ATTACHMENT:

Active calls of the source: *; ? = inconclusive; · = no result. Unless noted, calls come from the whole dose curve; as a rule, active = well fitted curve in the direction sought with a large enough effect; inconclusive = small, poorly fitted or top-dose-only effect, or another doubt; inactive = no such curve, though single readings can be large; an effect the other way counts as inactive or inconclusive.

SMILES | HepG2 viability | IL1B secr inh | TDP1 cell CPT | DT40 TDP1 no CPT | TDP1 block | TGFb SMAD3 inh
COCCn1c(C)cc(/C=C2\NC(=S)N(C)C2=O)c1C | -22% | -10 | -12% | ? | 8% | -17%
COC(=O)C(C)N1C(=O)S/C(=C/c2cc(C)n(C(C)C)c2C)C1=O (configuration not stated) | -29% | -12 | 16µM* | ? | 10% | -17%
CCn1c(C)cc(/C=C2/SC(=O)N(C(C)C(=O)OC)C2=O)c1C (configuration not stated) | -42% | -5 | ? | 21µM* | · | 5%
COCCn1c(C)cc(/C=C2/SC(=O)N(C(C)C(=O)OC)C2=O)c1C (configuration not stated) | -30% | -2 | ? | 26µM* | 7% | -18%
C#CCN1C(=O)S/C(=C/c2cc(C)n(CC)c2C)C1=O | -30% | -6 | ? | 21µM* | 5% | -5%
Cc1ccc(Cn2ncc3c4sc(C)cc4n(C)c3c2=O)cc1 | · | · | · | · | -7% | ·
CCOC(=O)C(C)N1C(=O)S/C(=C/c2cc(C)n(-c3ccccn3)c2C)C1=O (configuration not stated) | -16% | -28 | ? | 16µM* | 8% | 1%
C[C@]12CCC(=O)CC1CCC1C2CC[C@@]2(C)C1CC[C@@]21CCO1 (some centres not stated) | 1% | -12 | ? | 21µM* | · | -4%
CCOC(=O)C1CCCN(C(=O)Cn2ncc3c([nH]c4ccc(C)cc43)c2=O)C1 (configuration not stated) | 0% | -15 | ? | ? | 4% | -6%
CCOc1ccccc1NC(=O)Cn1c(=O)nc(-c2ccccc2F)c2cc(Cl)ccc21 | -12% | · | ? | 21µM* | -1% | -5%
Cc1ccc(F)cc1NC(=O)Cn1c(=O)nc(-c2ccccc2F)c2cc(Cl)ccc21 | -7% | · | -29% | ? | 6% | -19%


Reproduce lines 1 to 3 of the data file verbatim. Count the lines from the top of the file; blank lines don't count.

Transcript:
Active calls of the source: *; ? = inconclusive; · = no result. Unless noted, calls come from the whole dose curve; as a rule, active = well fitted curve in the direction sought with a large enough effect; inconclusive = small, poorly fitted or top-dose-only effect, or another doubt; inactive = no such curve, though single readings can be large; an effect the other way counts as inactive or inconclusive.

SMILES | HepG2 viability | IL1B secr inh | TDP1 cell CPT | DT40 TDP1 no CPT | TDP1 block | TGFb SMAD3 inh
COCCn1c(C)cc(/C=C2\NC(=S)N(C)C2=O)c1C | -22% | -10 | -12% | ? | 8% | -17%